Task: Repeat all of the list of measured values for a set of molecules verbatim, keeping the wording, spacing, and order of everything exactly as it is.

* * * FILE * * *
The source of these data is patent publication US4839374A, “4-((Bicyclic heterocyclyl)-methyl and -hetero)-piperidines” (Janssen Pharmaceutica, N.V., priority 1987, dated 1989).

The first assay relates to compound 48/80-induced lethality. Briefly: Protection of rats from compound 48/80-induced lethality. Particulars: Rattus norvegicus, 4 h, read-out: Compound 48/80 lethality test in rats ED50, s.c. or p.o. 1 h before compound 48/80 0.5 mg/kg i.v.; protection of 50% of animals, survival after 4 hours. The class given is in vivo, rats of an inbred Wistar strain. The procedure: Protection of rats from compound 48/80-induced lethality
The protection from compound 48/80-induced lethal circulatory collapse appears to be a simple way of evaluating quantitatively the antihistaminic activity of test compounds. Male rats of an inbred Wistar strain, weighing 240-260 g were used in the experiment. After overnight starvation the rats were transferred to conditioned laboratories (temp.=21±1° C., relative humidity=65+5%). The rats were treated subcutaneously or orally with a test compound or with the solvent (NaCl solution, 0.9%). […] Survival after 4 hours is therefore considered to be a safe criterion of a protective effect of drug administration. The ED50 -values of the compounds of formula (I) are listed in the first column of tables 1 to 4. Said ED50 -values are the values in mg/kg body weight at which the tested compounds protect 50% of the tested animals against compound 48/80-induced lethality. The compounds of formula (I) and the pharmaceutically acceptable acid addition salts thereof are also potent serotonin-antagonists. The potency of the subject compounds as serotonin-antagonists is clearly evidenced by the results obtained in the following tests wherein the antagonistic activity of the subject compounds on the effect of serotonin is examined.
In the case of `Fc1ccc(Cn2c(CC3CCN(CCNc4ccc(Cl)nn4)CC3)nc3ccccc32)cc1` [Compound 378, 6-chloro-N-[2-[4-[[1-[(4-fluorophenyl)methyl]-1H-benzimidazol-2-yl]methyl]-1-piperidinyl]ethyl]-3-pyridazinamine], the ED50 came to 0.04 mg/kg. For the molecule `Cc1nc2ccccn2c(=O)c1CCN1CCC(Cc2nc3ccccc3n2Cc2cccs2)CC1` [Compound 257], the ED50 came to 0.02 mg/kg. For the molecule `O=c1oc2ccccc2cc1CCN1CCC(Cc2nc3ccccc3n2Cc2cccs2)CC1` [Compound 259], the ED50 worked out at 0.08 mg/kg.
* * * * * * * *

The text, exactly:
The source of these data is patent publication US4839374A, “4-((Bicyclic heterocyclyl)-methyl and -hetero)-piperidines” (Janssen Pharmaceutica, N.V., priority 1987, dated 1989).

The first assay relates to compound 48/80-induced lethality. Briefly: Protection of rats from compound 48/80-induced lethality. Particulars: Rattus norvegicus, 4 h, read-out: Compound 48/80 lethality test in rats ED50, s.c. or p.o. 1 h before compound 48/80 0.5 mg/kg i.v.; protection of 50% of animals, survival after 4 hours. The class given is in vivo, rats of an inbred Wistar strain. The procedure: Protection of rats from compound 48/80-induced lethality
The protection from compound 48/80-induced lethal circulatory collapse appears to be a simple way of evaluating quantitatively the antihistaminic activity of test compounds. Male rats of an inbred Wistar strain, weighing 240-260 g were used in the experiment. After overnight starvation the rats were transferred to conditioned laboratories (temp.=21±1° C., relative humidity=65+5%). The rats were treated subcutaneously or orally with a test compound or with the solvent (NaCl solution, 0.9%). […] Survival after 4 hours is therefore considered to be a safe criterion of a protective effect of drug administration. The ED50 -values of the compounds of formula (I) are listed in the first column of tables 1 to 4. Said ED50 -values are the values in mg/kg body weight at which the tested compounds protect 50% of the tested animals against compound 48/80-induced lethality. The compounds of formula (I) and the pharmaceutically acceptable acid addition salts thereof are also potent serotonin-antagonists. The potency of the subject compounds as serotonin-antagonists is clearly evidenced by the results obtained in the following tests wherein the antagonistic activity of the subject compounds on the effect of serotonin is examined.
In the case of `Fc1ccc(Cn2c(CC3CCN(CCNc4ccc(Cl)nn4)CC3)nc3ccccc32)cc1` [Compound 378, 6-chloro-N-[2-[4-[[1-[(4-fluorophenyl)methyl]-1H-benzimidazol-2-yl]methyl]-1-piperidinyl]ethyl]-3-pyridazinamine], the ED50 came to 0.04 mg/kg. For the molecule `Cc1nc2ccccn2c(=O)c1CCN1CCC(Cc2nc3ccccc3n2Cc2cccs2)CC1` [Compound 257], the ED50 came to 0.02 mg/kg. For the molecule `O=c1oc2ccccc2cc1CCN1CCC(Cc2nc3ccccc3n2Cc2cccs2)CC1` [Compound 259], the ED50 worked out at 0.08 mg/kg.